Of course, Grand is widely despised in many if not most conservative corners of Indiana.  His mere association with a campaign turns off a lot of rank and file Republicans.  If you think not, one need only take a look at Marion Mayor Wayne Seybold's campaign for Treasurer.  He should have won easily, but his association with Grand and Attorney Dan Dumezich, Lake County's version of Grand, sunk his quest for victory at the 2014 Republican convention held in Fort Wayne .  Unfortunately, the beneficiary of the Grand/Dumezich backlash, Treasurer-elect Kelly Mitchell, immediately sold out and began accepting Grand's financial help after Seybold lost  That's the way Grand works.  If he bets on the wrong side in the election, he tries to buy the winner during the transition.  We saw that with Ballard's election victory in 2007.

Unfortunately, conservative Pulliam has a peculiar blindspot when it comes to Bob Grand who has become rich off of taxpayer money driven by a RINO, anti-conservative agenda.  Pulliam has previously penned a warm and fuzzy piece about Grand.  Apparently Pulliam thinks that a man lining his and his friends with millions of our tax dollars is "generous" when a few dollars are kicked back to charity.

Next, Pulliam turns his attention to Republicans he apparently he hopes will run:
Possible Republican candidates have included state Sen. Jim Merritt and Southside civic
Jeff Cardwell
leader Jeff Cardwell, who is now a top staff member with Gov. Mike Pence.
Cardwell has a long record of community service, helping build homes for needy families, as well as leadership in economic development on the Southside. “Cardwell is a successful businessman,” says former GOP county chairman Mike Murphy. “It is enticing to have a mayor who has actually run a business. He’s humble. He gets along with people. He has a lot of integrity.” 
I've written about Cardwell before.  Yes, the man I knew before 2007 had integrity.  He stood up to the corrupt GOP establishment.  He backed non-slated candidates and stood for conservative values.  Then something happened to Cardwell when he got elected.  He tossed aside his fiscal conservative background to become one of the biggest supporter of more taxes on Indy residents and of more corporate welfare.  If Cardwell voted against any of Mayor Ballard's 40 plus tax and fee increases (which now includes an internet tax and increase in the storm water fees) or the mayor's corporate welfare proposals, I'm not aware of it.  I've never seen a politician transform almost overnight and unfortunately in a negative way,  as Cardwell did.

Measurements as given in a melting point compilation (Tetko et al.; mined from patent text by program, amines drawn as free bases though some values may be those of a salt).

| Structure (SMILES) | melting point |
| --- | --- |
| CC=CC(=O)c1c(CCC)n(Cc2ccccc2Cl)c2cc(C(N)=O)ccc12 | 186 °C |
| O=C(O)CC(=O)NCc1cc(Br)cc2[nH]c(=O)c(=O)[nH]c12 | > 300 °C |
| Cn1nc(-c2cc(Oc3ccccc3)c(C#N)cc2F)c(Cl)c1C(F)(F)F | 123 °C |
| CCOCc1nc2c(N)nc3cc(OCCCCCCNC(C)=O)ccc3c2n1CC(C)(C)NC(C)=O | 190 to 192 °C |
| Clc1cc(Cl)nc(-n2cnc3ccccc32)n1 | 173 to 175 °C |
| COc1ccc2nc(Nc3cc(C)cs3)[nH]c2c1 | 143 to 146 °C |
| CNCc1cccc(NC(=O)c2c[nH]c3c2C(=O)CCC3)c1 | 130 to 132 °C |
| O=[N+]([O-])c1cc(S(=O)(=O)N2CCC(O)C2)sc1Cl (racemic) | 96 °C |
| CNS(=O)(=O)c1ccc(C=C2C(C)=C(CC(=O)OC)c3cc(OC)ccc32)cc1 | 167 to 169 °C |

Of course, Pulliam also mentions State Senator Jim Merritt.  Merritt has been a fervent supporter of everything Mayor Ballard did and chaired his 2011 re-election campaign.  If Pulliam thinks Indy conservatives are going to enthusiastically back Merritt he is in for a big surprise.

Sen. Jim Merritt
Contrary to what Pulliam apparently thinks, Mayor Ballard's record of corporate welfare and never ending tax increases was something that made him incredibly vulnerable.  Democratic mayoral candidate Joe Hogsett undoubtedly sensed that Ballard running for re-election gave him an enormous opportunity to put together a coalition of Democrats and fiscally conservative Republicans, wearing of Ballard's tax increases and reckless spending,  to win.  That's exactly the strategy Hogsett employed against another Bill Hudnut, when he defeated the popular Indianapolis Mayor in his race for Secretary of State in 1990.

My guess is that neither Cardwell or Merritt will run. Both have seen the electoral numbers in the county and know it was an uphill climb.  Both would be stained by a Ballard record that could easily be ripped apart by an even semi-skilled opponent, assuming he or she is properly funded which Hogsett will surely be.

Monday, December 8, 2014

Rolls Royce Keeps Tax Breaks While Laying Off Workers from Indianapolis Plant

Kara Kenney of WRTV reports: